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Grocery stores during the pandemic

MVHS students who work at grocery stores discuss reasons for taking leaves of absence

April 17, 2020

Senior Jasmine Sheu wanted to continue working at Whole Foods after MVHS announced that school would be closing for three weeks, effective March 13 (the school closure has since been extended to the remainder of the school year) to have something to occupy her time. However, her parents insisted she take some time off to reduce her chances of contracting COVID-19. Sheu vividly recalls her last day at work: customers wearing masks and maintaining distance from one another, hurriedly going about their shopping. That was the day she realized the true scope of the virus. 

“I guess nobody really knew that coronavirus would get so bad,” Sheu said. “It was good that my parents made me stop working because if I kept working, I definitely think I would’ve put my family’s health at risk because I would be interacting with the public.”

Senior Neha Balasu, who also works at Whole Foods, experienced a similar situation — she initially didn’t want to take a break from work, but after seeing the magnitude of COVID-19, she grew “paranoid.” Both Balasu and Sheu have taken a leave of absence that was originally scheduled to end on April 7, but has since been extended indefinitely. Sheu explains that Whole Foods is lenient with leaves of absence for employees who are minors in the current pandemic situation.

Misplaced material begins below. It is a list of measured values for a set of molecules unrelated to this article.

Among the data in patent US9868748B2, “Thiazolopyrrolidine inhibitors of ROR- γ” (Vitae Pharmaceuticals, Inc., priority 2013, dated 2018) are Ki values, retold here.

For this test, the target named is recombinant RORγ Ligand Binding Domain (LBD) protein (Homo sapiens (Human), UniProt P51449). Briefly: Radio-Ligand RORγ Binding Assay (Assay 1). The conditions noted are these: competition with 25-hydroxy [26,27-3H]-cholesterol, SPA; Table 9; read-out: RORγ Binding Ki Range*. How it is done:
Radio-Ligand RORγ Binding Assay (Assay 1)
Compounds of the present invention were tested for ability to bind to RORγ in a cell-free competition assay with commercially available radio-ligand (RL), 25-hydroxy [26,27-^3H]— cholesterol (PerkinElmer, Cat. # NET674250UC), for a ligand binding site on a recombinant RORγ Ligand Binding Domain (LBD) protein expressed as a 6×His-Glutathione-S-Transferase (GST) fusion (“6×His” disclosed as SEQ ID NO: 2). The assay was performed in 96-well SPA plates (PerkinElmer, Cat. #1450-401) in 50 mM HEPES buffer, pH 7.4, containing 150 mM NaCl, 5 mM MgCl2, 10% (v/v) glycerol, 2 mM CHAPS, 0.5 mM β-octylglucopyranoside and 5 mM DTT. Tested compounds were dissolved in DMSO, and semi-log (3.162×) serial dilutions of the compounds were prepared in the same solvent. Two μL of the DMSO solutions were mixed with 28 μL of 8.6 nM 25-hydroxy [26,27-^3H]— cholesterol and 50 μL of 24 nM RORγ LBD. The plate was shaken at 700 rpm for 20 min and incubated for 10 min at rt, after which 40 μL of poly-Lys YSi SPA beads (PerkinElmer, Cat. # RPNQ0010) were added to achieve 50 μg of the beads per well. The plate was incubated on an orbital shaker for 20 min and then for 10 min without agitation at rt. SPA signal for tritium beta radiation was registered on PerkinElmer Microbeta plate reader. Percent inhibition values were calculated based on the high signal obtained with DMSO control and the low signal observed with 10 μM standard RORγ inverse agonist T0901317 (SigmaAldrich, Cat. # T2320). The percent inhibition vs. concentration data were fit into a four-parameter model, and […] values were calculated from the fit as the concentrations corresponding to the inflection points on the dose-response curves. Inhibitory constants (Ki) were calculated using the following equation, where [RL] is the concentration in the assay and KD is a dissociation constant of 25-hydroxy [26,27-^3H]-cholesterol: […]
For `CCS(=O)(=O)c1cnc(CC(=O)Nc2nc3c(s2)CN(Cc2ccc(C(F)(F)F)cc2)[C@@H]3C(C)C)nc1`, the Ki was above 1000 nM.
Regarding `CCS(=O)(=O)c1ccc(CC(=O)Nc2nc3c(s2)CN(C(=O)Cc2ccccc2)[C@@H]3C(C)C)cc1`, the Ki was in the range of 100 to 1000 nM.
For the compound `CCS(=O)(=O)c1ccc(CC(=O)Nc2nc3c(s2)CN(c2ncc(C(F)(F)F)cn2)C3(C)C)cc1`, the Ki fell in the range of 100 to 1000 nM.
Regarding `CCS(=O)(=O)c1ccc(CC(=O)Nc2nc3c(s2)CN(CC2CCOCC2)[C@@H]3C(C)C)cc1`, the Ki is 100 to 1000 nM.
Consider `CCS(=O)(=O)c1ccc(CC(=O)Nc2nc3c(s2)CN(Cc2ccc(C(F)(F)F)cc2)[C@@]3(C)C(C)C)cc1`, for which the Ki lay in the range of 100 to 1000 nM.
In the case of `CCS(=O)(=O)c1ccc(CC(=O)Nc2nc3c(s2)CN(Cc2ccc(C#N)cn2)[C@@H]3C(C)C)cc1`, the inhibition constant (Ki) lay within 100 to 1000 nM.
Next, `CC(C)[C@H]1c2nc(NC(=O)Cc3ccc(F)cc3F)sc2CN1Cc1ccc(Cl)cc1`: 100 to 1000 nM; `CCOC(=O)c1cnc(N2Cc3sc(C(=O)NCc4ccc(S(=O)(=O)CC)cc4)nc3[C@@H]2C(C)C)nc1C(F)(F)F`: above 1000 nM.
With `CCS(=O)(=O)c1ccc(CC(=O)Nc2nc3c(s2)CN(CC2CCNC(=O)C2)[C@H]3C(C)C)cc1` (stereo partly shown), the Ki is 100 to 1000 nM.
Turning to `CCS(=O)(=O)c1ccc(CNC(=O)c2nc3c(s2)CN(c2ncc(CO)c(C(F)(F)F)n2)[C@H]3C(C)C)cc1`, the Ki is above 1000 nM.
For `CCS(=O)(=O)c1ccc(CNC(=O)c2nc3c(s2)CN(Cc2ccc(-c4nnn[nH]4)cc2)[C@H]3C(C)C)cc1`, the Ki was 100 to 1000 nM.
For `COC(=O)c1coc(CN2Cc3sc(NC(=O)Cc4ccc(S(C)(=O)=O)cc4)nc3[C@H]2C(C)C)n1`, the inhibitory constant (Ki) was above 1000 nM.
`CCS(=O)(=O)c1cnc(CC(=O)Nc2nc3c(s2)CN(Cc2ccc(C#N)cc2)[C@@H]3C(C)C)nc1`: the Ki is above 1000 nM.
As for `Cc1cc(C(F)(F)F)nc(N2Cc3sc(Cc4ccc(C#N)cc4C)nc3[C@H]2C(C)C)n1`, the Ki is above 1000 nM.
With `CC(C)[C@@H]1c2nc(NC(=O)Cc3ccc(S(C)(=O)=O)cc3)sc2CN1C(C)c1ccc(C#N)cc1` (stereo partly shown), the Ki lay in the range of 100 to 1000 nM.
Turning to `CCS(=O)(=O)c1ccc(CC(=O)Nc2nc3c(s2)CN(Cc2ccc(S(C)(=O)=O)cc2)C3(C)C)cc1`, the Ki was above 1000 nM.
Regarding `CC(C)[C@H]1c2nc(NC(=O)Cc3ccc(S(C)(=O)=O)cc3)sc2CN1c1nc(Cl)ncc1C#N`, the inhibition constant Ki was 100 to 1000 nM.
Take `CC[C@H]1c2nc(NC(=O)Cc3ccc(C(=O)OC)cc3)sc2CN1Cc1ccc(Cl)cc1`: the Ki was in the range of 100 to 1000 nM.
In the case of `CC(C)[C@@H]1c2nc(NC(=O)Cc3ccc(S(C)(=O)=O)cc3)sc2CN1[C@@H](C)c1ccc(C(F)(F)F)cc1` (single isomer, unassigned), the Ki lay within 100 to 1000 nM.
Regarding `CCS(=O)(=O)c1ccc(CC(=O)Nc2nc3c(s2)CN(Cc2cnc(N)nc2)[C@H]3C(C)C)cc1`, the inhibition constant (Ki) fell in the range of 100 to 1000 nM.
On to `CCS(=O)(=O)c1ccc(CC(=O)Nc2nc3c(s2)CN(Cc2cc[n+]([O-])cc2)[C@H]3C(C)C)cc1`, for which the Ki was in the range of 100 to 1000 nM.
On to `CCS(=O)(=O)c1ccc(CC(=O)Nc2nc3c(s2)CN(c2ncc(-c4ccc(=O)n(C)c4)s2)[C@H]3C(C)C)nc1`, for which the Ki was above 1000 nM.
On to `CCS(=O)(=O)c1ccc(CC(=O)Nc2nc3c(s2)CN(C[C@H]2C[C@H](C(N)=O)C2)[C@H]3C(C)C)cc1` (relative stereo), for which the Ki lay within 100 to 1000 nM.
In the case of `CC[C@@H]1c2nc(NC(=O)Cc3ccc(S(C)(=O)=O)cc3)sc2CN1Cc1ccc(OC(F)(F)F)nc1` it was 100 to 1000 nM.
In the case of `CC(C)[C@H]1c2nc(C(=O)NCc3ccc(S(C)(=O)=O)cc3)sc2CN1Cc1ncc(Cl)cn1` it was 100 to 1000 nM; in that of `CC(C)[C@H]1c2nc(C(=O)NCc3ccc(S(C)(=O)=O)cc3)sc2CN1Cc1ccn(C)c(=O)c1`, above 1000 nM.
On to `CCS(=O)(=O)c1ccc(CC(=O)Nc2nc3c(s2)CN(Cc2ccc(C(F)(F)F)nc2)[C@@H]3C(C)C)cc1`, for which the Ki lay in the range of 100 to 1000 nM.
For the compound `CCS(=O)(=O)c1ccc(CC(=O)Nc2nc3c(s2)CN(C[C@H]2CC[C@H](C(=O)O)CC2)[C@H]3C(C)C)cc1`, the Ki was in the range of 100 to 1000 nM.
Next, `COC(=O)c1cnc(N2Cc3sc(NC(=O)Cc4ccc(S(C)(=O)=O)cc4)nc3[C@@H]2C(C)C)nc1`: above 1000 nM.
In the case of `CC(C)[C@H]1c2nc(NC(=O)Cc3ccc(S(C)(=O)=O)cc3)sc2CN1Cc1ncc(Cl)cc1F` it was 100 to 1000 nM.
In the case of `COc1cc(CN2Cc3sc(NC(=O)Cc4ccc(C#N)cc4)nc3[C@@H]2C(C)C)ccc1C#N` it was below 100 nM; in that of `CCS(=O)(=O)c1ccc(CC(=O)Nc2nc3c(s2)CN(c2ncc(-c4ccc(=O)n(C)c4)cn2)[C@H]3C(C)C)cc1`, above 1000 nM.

According to Sheu, all her coworkers who attend MVHS whom she knows of are taking leaves of absence right now. Sheu herself feels lucky to have the option to stop working, as her family is financially stable and her job at Whole Foods was merely a way for her to earn some extra money. She empathizes with her coworkers who are financially dependent on their salaries and don’t have the option to take a break from work. 

“They have to continue working,” Sheu said. “I think that’s kind of the only choice, right? It sucks. [Whole Foods] provides gloves and protection, [but] definitely not enough because there’s not much of a distance [maintained between customers and employees]. I don’t think [the current precautions] would make a big difference.”

Based on her observations from her last few days working at Whole Foods, Balasu also believes that working conditions for employees aren’t currently safe at grocery stores.

“I know from the last day that I was working, we had Clorox wipes at every check out and we wiped down anytime that we could,” Balasu said. “But that was about it from the last shift that I had. [Gloves] weren’t a requirement or anything, but most people would just have them because we wanted to.”

Sheu misses the social aspects of working at Whole Foods — she enjoyed the job as it taught her valuable life skills, like how to operate in a work environment, while also allowing her to connect with people. 

“I loved the customer interaction [aspect of working at Whole Foods] because I get to meet new people every day and they were all so different,” Sheu said. “[It was a] good chance for me to meet new people and learn new things. It’s that social interaction that we’re all craving so much right now.”

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